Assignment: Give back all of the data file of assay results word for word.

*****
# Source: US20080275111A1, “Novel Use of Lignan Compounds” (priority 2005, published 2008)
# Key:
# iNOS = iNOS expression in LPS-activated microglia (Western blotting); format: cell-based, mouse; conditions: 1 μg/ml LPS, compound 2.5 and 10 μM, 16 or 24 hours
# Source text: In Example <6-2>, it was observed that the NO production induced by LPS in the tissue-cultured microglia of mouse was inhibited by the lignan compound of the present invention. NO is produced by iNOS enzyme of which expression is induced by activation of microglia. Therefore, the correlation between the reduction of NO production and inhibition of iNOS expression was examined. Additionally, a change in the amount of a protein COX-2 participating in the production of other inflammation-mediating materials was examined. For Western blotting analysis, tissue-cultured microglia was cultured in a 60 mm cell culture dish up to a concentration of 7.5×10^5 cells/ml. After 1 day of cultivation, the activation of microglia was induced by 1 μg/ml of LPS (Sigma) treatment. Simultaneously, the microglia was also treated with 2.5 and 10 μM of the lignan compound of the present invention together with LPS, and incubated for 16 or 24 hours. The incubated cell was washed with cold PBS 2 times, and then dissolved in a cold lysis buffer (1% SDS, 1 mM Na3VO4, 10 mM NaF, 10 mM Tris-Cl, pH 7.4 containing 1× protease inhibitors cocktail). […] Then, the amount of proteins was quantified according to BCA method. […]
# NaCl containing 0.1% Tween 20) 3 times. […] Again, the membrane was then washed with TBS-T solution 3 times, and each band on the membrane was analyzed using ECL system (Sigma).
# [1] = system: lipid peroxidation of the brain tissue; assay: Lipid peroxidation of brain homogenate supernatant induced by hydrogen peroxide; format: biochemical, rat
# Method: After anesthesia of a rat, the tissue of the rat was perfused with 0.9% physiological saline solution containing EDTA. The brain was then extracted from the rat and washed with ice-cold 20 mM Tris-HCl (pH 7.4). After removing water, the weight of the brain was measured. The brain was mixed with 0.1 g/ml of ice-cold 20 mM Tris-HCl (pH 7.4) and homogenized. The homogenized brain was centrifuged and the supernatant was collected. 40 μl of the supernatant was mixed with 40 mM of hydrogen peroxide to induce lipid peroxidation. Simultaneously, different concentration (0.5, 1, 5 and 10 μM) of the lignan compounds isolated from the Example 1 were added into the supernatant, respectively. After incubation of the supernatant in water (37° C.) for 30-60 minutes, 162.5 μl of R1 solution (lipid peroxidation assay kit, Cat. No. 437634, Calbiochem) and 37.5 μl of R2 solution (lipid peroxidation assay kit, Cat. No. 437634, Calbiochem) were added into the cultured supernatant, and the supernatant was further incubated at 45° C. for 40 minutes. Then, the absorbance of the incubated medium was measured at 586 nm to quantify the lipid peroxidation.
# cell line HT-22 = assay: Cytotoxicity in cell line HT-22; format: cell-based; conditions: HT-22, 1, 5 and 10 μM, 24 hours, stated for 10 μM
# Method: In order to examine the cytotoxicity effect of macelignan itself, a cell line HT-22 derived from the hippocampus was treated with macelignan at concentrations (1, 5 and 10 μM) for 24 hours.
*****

# Source: US20080275111A1, “Novel Use of Lignan Compounds” (priority 2005, published 2008)
# Key:
# iNOS = iNOS expression in LPS-activated microglia (Western blotting); format: cell-based, mouse; conditions: 1 μg/ml LPS, compound 2.5 and 10 μM, 16 or 24 hours
# Source text: In Example <6-2>, it was observed that the NO production induced by LPS in the tissue-cultured microglia of mouse was inhibited by the lignan compound of the present invention. NO is produced by iNOS enzyme of which expression is induced by activation of microglia. Therefore, the correlation between the reduction of NO production and inhibition of iNOS expression was examined. Additionally, a change in the amount of a protein COX-2 participating in the production of other inflammation-mediating materials was examined. For Western blotting analysis, tissue-cultured microglia was cultured in a 60 mm cell culture dish up to a concentration of 7.5×10^5 cells/ml. After 1 day of cultivation, the activation of microglia was induced by 1 μg/ml of LPS (Sigma) treatment. Simultaneously, the microglia was also treated with 2.5 and 10 μM of the lignan compound of the present invention together with LPS, and incubated for 16 or 24 hours. The incubated cell was washed with cold PBS 2 times, and then dissolved in a cold lysis buffer (1% SDS, 1 mM Na3VO4, 10 mM NaF, 10 mM Tris-Cl, pH 7.4 containing 1× protease inhibitors cocktail). […] Then, the amount of proteins was quantified according to BCA method. […]
# NaCl containing 0.1% Tween 20) 3 times. […] Again, the membrane was then washed with TBS-T solution 3 times, and each band on the membrane was analyzed using ECL system (Sigma).
# [1] = system: lipid peroxidation of the brain tissue; assay: Lipid peroxidation of brain homogenate supernatant induced by hydrogen peroxide; format: biochemical, rat
# Method: After anesthesia of a rat, the tissue of the rat was perfused with 0.9% physiological saline solution containing EDTA. The brain was then extracted from the rat and washed with ice-cold 20 mM Tris-HCl (pH 7.4). After removing water, the weight of the brain was measured. The brain was mixed with 0.1 g/ml of ice-cold 20 mM Tris-HCl (pH 7.4) and homogenized. The homogenized brain was centrifuged and the supernatant was collected. 40 μl of the supernatant was mixed with 40 mM of hydrogen peroxide to induce lipid peroxidation. Simultaneously, different concentration (0.5, 1, 5 and 10 μM) of the lignan compounds isolated from the Example 1 were added into the supernatant, respectively. After incubation of the supernatant in water (37° C.) for 30-60 minutes, 162.5 μl of R1 solution (lipid peroxidation assay kit, Cat. No. 437634, Calbiochem) and 37.5 μl of R2 solution (lipid peroxidation assay kit, Cat. No. 437634, Calbiochem) were added into the cultured supernatant, and the supernatant was further incubated at 45° C. for 40 minutes. Then, the absorbance of the incubated medium was measured at 586 nm to quantify the lipid peroxidation.
# cell line HT-22 = assay: Cytotoxicity in cell line HT-22; format: cell-based; conditions: HT-22, 1, 5 and 10 μM, 24 hours, stated for 10 μM
# Method: In order to examine the cytotoxicity effect of macelignan itself, a cell line HT-22 derived from the hippocampus was treated with macelignan at concentrations (1, 5 and 10 μM) for 24 hours.